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A Friend’s Guide to Ongoing Pain

The other day, conversation turned to infertility, and a good friend of mine said "Sometimes I just don't know what to say to make you feel better." I love her honesty, and it got me thinking about what I've learned over periods of ongoing pain.  I've learned not only from infertility, but also sickness, career issues, the aftermath of Hurricane Katrina, longer-than-hoped-for singleness and a slew of other things. Here are some things I've learned from friends who have loved me well through these times. 

The other day, conversation turned to infertility, and a good friend of mine said "Sometimes I just don't know what to say to make you feel better." I love her honesty, and it got me thinking about what I've learned over periods of ongoing pain.  I've learned not only from infertility, but also sickness, career issues, the aftermath of Hurricane Katrina, longer-than-hoped-for singleness and a slew of other things. Here are some things I've learned from friends who have loved me well through these times. 

1. Pray for your hurting friend.

I know it sounds cliche, but it's the most powerful thing you can do. I'm not talking about an occasional, "God, please bless Beth. Amen," either. I'm talking about daily, intense, detailed prayer. Prayer about the results they want, but also about the effect the situation has on their relationships, about their deepening faith, and most of all, about God's will in their life. In the midst of trials, sometimes your friend needs a break from praying about her situation. Whether she's waiting for her soulmate, she's in the hospital or she's in career crisis, praying constantly for her wants can turn into whining and self-centeredness. She needs people to stand in the gap and pray when she needs a break. Pray big things and small thing. Pray for her consistently, and pray with her, too. Hearing someone earnestly pray for you has a healing effect.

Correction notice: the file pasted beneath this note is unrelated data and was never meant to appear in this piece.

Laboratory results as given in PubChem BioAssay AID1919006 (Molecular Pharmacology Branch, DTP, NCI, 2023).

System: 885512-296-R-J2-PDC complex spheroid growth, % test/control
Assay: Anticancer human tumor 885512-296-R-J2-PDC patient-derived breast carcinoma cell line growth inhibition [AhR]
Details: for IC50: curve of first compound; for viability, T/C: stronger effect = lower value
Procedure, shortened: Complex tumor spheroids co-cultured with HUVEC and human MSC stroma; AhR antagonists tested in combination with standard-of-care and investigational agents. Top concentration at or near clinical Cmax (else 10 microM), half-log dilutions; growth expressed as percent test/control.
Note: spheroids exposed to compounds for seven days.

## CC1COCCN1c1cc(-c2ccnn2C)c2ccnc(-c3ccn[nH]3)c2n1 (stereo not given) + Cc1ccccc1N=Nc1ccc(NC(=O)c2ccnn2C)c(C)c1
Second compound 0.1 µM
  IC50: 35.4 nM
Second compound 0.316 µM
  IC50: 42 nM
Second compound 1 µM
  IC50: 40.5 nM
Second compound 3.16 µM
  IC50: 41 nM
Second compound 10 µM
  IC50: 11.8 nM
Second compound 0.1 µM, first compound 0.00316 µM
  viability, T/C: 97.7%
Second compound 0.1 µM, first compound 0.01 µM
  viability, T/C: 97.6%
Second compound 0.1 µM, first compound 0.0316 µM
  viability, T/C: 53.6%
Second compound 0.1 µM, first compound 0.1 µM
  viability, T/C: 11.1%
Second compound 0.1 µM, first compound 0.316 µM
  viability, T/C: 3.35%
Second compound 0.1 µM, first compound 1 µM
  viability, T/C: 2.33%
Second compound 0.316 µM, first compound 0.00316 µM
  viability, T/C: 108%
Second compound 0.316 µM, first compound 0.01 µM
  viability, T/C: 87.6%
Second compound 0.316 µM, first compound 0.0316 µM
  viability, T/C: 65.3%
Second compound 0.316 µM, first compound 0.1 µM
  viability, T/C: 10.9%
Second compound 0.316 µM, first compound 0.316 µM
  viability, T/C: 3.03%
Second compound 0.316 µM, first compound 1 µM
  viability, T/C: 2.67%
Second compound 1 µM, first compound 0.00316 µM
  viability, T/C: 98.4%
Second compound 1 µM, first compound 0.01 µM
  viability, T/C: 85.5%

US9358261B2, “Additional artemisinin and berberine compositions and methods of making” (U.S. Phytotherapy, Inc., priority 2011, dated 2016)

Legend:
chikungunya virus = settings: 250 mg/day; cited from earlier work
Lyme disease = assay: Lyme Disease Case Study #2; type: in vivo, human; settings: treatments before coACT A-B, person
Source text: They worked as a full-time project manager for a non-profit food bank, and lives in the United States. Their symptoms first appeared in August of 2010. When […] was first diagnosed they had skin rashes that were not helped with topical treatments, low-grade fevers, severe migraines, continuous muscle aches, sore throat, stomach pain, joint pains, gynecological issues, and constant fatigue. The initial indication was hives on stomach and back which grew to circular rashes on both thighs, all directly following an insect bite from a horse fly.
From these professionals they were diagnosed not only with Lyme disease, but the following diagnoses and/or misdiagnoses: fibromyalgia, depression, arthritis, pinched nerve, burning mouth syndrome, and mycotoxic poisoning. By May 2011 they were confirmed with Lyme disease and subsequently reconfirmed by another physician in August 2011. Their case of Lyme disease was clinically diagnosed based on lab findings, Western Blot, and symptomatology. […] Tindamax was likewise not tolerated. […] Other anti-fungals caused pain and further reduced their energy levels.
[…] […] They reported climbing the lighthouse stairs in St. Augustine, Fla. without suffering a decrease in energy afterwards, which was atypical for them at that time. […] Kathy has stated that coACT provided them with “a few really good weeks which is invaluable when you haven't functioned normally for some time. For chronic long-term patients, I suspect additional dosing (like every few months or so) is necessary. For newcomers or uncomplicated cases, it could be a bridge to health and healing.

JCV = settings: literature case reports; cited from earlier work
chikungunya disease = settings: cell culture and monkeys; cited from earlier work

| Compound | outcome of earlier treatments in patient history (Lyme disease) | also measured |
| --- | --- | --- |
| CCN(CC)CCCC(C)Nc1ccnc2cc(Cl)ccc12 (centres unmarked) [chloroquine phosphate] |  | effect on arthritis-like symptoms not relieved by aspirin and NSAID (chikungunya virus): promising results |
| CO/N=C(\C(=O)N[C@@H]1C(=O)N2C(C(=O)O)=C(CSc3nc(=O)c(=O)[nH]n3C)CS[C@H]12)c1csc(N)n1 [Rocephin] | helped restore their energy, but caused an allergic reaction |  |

2. Avoid empty promises "from God".

Regular readers know how I feel about this one. Please don't "reassure" your friend with promises God never made. "God will send you a husband," "God will heal your father," or worst of all "God will do it as soon as you ___."  Please don't put words in God's mouth–it just sets your friend up to feel disappointed and betrayed if that's not God's will for her. I know you're just trying to encourage her by telling her the dream you had last night. Perhaps the image of her holding an egg was prophetic, but eventually she'll find out that she's pregnant anyway (I guarantee she monitors these things). Perhaps it was just a reminder to pray for her, or perhaps it was your subconscious reminding you that you two are going to breakfast together next week.